Surgical Procedure—Irrigation and Debridement

Four weeks following the date of the initial surgery, the animals were fasted and prepared for the second surgery. Surgical preparation was exactly the same. Once the wound was opened, the infected bone was swabbed and the swab sent for culture. All infected soft tissues and infected bone were removed. The wound was irrigated with 40 cc normal saline through a syringe. If treatment involved a local drug delivery system (groups 1-4), this system was placed before the wound was closed.

Post-operative care included administration of 25 mg/kg cefazolin SC BID (Bums Veterinary Supply, Farmers Branch, Tex.) for animals in groups 3, 4, and 5. For groups 2, 3 and 4, serum and urine were collected three times/day for the first day, once a day for days 2-7, three times/week for week 2, twice/week for weeks 3 and 4. The collected serum and urine samples were assayed for tobramycin concentration. All tobramycin concentrations were performed using fluorescence polarization immunoassay (Abbot TDx System). Sensitivity of the tobramycin assay is defined as the lowest measurable concentration which can be distinguished from zero with 95% confidence and was determined to be 0.18 microgram per milliliter.

Sacrifice and Testing

All animals were sacrificed using an overdose of anesthesia (50-60 mg/kg Pentobarbital administered IV). Weights were obtained. If serum had not been obtained in the week preceding sacrifice, it was obtained at the time of sacrificed and stored frozen until assayed. The radius was removed from each animal and AP and lateral X-rays were obtained. Each x-ray was labeled with tattoo number and the date. The radiographs were evaluated by two blinded observers according to the radiographic grading scale shown in Table 3, below.

TABLE 3
Radiographic Grading Scale
CategoriesScores
Size of Defect (length in mm at longest point)0-10
New Bone Formation
Full (2 cortices + matrix)0
Moderate (2 cortices, no matrix)1
Mild (1 cortex)2
None3
Maximum (worst) Score13

The forelimb was then stripped of skin and soft tissues and cultures were obtained by swabbing the defect site with a culturette, which was sent for species identification.

Bone samples from the infected radius were divided so that both tobramycin assay and histology analysis could be performed. A 2 cm piece of radius that surrounded the infection site was isolated using a Dremel® saw. This section was divided into proximal and distal halves. One half was randomly chosen and pulverized after freezing in liquid nitrogen (MicroCryoCrusher®, BioSpec Products, Bartlesville, Okla.). The pulverized bone was placed into a glass vial of known weight, weighed and 0.5 cc of PBS was added. This sample was incubated in a 37° C. water bath for 2 hours. The sample was then filtered into a cryogenic container and refrigerated at 4° C. until the assay was performed. The remaining half was placed in a vial containing 10% NBF. Histological samples were decalcified, embedded in paraffin and sections were stained with H&E and Gram stains. These slides were evaluated by a pathologist according to the grading scale given in Table 4, below.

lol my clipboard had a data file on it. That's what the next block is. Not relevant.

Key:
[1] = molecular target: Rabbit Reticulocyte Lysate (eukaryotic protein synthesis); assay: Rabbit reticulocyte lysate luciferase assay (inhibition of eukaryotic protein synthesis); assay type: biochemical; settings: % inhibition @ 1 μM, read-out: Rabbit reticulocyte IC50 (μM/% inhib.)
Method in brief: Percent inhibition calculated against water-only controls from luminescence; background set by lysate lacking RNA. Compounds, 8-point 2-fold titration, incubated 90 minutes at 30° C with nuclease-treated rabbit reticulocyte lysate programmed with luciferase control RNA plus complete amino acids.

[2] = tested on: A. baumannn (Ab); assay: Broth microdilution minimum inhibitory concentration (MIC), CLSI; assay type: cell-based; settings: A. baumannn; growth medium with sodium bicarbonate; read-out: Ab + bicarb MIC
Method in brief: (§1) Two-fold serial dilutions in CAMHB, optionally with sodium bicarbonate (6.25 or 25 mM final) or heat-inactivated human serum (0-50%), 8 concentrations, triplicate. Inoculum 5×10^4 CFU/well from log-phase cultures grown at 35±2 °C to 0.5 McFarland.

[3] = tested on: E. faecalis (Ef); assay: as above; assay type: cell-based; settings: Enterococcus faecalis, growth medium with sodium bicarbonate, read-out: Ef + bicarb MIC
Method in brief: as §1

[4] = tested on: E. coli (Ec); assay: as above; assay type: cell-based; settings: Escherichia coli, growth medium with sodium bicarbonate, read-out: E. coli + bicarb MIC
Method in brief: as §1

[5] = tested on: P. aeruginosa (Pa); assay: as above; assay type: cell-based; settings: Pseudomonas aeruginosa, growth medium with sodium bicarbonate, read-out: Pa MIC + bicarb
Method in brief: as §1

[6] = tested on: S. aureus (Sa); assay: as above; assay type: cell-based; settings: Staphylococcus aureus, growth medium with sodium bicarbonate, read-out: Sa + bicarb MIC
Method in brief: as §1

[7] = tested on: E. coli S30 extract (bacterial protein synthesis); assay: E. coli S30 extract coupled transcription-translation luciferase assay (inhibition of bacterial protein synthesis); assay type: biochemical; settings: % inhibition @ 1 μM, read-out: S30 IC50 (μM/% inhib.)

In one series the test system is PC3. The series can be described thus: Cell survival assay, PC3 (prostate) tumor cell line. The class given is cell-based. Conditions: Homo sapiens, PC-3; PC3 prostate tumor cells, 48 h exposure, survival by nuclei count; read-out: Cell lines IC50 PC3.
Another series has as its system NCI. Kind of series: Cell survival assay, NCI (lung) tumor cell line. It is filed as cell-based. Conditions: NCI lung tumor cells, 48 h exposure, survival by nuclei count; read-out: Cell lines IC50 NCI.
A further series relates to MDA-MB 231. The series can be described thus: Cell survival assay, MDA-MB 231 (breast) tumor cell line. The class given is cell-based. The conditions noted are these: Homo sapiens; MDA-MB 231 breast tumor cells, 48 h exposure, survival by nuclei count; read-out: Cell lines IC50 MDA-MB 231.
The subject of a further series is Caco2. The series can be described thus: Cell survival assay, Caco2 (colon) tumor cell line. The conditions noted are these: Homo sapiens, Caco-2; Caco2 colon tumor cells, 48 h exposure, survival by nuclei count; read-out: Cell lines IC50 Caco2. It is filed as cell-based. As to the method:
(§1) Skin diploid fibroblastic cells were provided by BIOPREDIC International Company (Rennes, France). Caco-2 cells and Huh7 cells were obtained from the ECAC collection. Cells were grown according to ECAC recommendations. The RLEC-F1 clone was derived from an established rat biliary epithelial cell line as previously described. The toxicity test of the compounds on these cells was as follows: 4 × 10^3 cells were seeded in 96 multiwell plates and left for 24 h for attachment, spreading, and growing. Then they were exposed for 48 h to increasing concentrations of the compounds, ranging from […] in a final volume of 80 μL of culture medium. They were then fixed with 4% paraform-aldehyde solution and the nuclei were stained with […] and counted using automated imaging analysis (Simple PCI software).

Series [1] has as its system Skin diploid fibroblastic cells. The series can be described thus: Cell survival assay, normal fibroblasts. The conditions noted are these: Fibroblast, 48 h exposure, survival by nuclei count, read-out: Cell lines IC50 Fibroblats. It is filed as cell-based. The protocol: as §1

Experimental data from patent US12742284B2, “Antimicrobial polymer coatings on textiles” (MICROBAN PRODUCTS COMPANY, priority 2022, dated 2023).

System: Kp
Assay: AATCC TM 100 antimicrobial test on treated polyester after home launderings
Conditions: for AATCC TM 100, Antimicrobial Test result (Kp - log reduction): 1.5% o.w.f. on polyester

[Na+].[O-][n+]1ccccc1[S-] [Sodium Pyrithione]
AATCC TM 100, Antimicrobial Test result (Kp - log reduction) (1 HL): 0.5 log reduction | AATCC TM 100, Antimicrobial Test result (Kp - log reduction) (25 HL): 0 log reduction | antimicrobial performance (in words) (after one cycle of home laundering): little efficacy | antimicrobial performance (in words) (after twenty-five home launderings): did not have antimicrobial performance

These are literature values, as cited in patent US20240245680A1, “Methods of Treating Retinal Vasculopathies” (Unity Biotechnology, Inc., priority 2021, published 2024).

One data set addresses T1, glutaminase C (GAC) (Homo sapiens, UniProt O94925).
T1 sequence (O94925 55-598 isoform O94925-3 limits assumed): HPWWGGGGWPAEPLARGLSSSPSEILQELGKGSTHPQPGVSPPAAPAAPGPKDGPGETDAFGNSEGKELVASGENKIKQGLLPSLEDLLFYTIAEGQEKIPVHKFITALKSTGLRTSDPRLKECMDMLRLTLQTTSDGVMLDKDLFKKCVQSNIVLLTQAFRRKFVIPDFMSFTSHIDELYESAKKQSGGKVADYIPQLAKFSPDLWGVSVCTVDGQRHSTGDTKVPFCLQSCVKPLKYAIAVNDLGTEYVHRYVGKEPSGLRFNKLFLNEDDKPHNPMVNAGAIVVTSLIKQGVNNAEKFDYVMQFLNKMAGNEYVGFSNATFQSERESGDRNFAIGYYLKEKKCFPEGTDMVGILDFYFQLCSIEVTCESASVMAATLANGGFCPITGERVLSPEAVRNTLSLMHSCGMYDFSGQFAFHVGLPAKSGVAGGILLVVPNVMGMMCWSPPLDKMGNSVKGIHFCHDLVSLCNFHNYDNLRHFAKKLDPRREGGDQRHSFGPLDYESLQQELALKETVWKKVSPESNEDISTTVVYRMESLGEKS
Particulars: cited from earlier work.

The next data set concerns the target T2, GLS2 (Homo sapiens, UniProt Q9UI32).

TABLE 4
Histological Grading Scale
CategoriesScores
Presence of Bacteria
Marked3
Moderate2
Mild1
None0
Intraosseous Inflammation
Severe, abscess with fibrosis3
Moderate, with fibrosis2
Mild, with fibrosis1
None, fibrosis only0
New Bone Formation
Minimal - <25%3
Mild - 25-50%2
Moderate - 50-75%1
Full - 75-100%0
Maximum (worst) Score9

Results

Tables 5 and 6 show the minimum inhibitory concentration (MIC) and minimum bactericidal concentration (MBC) of tobramycin and cefazolin for this strain of S. aureus bacteria. The numbers are consistent with published values for strains of MRSA.

TABLE 5
MIC and MBC Determinations
AntibioticMIC (μg/ml)MBC (μg/ml)
Cefazolin232
Tobramycin4-816

TABLE 6
MIC and MBC Determinations
Concentration ofTurbidity (MIC)Colony # (MBC)
Antibiotic (μg/ml)TCTC
0++++NDND
2+NDND
4+ND125
8120ND
16086
3200
6400
T = Tobramycin
C = Cefazolin

All rabbits became infected after the inoculum surgery; 100% of the cultures taken at the irrigation and debridement surgery were positive for S. aureus. Most animals developed signs of localized infection such as swelling or drainage at the surgical site but no animals showed signs of systemic disease. All animals were monitored daily for signs of discomfort and were treated to reduce discomfort. Supplemental food was given to animals with diminished appetite and rubber mats were placed in cages to make ambulation more comfortable. After treatment with parenteral cefazolin, some animals had to be treated with metronidazole (Flagyl®, Bums Veterinary Supply) for diarrhea. Three animals died prematurely due to diarrhea.